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Watchdog wants safer French nuclear plants

AFP/François Nascimbeni

A French nuclear watchdog on Tuesday called for the country's plants to improve safety measures to cope with possible natural disasters but did not recommend any immediate shutdowns of plants.


It also called for a "rapid reaction force" to be operational by the end of 2014, with the capacity to intervene in a nuclear accident within 24 hours.

The recommendations, handed to Prime Minister Francois Fillon, were drafted by the Nuclear Safety Authority (ASN) as part of a post-Fukushima inspection of France's nuclear industry.

"Following additional safety evaluations of priority nuclear installations, the ASN believes that the installations that have been assessed have a sufficient level of safety to warrant it not to request any immediate shutdown," it said.

"At the same time, the ASN believes that continuing operations require existing safety margins to be strengthened as swiftly as possible."

It gave plant operators six months in which to itemise work to upgrade safety in response to "extreme situations" such as floods and earthquakes, and also to outline clearly procedures for handling any crisis.

The measures will require "tens of billions of euros in investment," the ASN's president, Andre-Claude Lacoste, told a press conference.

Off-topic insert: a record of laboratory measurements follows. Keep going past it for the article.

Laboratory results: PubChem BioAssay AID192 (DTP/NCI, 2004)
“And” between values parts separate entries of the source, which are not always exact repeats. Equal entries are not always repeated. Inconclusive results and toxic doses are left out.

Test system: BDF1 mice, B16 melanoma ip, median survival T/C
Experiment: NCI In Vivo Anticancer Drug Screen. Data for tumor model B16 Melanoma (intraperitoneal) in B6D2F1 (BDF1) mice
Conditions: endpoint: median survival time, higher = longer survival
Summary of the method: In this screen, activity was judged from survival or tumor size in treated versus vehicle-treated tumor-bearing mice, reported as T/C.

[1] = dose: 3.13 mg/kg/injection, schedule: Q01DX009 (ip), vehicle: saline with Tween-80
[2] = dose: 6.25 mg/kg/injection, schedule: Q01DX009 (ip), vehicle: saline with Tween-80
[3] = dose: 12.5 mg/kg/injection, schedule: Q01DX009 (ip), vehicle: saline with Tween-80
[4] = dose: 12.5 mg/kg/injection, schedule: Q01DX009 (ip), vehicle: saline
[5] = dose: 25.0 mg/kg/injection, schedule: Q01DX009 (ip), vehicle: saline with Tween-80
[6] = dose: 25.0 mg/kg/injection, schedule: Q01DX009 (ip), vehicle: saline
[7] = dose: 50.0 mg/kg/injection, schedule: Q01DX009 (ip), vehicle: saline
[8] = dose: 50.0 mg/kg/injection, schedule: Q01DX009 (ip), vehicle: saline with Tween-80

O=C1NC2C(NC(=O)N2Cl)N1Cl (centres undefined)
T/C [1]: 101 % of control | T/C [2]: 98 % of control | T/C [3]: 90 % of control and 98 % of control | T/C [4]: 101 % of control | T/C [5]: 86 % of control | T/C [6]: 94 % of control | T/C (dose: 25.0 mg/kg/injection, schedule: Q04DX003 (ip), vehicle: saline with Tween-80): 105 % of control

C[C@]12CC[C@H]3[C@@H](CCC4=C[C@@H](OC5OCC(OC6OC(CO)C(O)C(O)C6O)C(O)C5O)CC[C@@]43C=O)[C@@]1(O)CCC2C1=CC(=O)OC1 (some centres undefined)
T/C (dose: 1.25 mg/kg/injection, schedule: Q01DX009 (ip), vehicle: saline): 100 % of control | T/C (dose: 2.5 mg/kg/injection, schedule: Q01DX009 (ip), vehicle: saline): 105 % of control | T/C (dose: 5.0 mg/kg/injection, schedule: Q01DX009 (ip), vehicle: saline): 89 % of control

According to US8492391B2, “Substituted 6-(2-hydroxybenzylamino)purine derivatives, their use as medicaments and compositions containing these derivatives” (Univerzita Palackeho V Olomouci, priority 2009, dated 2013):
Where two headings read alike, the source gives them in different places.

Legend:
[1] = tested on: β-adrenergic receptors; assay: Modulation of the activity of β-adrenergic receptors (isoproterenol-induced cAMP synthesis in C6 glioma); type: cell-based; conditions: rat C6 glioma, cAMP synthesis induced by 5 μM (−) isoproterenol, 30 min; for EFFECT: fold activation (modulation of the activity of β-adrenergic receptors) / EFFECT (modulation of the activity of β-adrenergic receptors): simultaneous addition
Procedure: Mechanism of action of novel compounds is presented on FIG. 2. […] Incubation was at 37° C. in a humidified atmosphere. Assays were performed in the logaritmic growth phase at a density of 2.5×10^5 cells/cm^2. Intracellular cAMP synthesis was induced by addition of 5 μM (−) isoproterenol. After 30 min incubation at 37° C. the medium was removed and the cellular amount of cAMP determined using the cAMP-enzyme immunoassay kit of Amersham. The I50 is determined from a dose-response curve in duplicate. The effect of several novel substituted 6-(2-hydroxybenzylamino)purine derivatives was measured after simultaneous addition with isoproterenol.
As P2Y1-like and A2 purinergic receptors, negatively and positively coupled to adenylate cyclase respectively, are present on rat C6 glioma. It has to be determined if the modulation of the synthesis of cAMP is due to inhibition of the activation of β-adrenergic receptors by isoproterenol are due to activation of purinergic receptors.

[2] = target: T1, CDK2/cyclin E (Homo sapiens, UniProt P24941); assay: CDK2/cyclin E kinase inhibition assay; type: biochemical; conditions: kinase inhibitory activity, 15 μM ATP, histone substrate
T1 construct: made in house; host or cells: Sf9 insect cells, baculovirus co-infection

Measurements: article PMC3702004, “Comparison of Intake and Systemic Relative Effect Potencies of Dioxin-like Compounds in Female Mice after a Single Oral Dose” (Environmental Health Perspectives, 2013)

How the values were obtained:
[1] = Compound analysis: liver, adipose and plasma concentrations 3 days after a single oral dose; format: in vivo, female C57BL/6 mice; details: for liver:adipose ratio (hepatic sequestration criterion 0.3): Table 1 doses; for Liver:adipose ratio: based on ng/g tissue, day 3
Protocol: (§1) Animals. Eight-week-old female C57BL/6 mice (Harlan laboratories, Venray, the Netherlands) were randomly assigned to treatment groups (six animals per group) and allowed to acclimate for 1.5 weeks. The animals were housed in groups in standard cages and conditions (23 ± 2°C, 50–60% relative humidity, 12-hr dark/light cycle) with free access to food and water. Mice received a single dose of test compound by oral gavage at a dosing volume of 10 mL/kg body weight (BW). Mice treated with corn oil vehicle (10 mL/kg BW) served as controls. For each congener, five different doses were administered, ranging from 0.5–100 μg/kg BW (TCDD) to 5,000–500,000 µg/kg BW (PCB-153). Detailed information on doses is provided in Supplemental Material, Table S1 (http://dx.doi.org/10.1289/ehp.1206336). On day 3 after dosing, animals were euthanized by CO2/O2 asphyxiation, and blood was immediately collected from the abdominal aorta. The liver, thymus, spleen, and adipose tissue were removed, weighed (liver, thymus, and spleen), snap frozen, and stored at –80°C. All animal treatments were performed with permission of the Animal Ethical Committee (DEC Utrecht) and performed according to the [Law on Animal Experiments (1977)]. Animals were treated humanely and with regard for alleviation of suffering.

"The work and financing are on a massive scale, requiring the hiring and training of hundreds of people," Lacoste said.

He noted that a single emergency diesel generator, designed to be protected against floods, costs "tens of millions" of euros.

French nuclear power plants map

France is the most nuclear-dependent country in the world, deriving 75 percent of its electricity needs from 58 reactors, most of which were built in response to the oil shocks of the 1970s.

The programme led to the development of a massive state industry, with giants such as
the nuclear plant builder Areva and operator Electricite de France (EdF) as well as the Atomic Energy Commission (CEA), which carries out civilian and military research.

But a decades-long consensus among all the major parties in favour of nuclear power was shaken by Japan's Fukushima disaster and the issue is rising up the political agenda ahead of key elections this year.

In November, the opposition Socialist Party joined with the Greens to campaign for France to scale back its reliance on nuclear power to 50 percent by 2025 by shutting 24 reactors and boosting production from wind, solar and other renewable sources.

French President Nicolas Sarkozy, like his predecessors, is a champion of nuclear power. He condemned the Socialist-Greens proposal as "irresponsible" and potentially crippling.




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